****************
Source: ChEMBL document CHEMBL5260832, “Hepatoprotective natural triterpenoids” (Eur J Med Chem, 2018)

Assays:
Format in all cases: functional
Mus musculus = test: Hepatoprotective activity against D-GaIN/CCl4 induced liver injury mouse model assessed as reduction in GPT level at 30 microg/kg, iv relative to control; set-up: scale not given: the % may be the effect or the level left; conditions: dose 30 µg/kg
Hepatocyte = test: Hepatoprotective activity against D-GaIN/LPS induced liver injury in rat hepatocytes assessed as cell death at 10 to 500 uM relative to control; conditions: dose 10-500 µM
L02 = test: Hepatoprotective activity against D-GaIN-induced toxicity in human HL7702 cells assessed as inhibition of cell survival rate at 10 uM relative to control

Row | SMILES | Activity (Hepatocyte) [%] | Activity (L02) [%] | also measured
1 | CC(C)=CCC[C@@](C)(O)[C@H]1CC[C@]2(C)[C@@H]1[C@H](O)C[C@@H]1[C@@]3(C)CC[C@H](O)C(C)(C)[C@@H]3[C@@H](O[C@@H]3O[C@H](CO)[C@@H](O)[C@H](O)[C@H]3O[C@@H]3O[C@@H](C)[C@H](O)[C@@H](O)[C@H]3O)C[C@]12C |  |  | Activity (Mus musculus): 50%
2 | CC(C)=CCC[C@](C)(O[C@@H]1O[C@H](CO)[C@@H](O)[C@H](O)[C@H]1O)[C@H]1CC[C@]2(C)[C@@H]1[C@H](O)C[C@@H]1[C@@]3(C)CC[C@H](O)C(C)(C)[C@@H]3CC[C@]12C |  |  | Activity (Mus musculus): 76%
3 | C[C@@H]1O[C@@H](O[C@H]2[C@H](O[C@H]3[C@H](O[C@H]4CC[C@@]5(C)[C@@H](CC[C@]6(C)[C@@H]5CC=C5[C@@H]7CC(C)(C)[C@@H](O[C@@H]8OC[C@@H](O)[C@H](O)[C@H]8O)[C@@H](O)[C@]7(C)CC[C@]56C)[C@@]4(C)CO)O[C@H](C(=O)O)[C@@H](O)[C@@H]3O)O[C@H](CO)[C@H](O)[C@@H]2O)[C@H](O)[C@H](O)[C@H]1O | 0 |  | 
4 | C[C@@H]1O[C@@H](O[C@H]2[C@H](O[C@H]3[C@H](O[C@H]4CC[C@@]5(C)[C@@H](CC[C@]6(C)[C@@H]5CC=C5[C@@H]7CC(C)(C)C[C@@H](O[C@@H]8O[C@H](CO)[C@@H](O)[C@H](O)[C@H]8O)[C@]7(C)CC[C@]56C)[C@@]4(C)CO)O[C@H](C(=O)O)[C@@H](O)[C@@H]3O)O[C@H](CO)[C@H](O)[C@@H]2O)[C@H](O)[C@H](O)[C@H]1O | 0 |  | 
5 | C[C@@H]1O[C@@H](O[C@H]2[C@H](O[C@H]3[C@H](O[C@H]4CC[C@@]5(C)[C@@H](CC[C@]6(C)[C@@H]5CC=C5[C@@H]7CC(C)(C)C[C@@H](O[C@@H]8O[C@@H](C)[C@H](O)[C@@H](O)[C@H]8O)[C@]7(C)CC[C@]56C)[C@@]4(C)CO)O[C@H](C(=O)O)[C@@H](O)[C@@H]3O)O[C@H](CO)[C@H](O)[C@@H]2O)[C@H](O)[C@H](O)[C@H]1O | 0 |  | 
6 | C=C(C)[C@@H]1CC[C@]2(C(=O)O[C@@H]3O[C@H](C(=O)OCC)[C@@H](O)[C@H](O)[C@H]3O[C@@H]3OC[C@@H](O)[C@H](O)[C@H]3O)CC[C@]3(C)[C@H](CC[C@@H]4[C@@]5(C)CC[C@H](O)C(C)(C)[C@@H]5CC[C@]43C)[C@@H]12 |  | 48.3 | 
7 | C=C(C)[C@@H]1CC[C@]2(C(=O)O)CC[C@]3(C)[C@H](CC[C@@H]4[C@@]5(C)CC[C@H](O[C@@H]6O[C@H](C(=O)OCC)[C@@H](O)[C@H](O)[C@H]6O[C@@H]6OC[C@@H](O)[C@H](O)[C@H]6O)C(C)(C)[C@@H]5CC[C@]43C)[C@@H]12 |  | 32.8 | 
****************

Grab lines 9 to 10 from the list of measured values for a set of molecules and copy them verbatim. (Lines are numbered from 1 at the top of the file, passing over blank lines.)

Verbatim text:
2 | CC(C)=CCC[C@](C)(O[C@@H]1O[C@H](CO)[C@@H](O)[C@H](O)[C@H]1O)[C@H]1CC[C@]2(C)[C@@H]1[C@H](O)C[C@@H]1[C@@]3(C)CC[C@H](O)C(C)(C)[C@@H]3CC[C@]12C |  |  | Activity (Mus musculus): 76%
3 | C[C@@H]1O[C@@H](O[C@H]2[C@H](O[C@H]3[C@H](O[C@H]4CC[C@@]5(C)[C@@H](CC[C@]6(C)[C@@H]5CC=C5[C@@H]7CC(C)(C)[C@@H](O[C@@H]8OC[C@@H](O)[C@H](O)[C@H]8O)[C@@H](O)[C@]7(C)CC[C@]56C)[C@@]4(C)CO)O[C@H](C(=O)O)[C@@H](O)[C@@H]3O)O[C@H](CO)[C@H](O)[C@@H]2O)[C@H](O)[C@H](O)[C@H]1O | 0 |  | 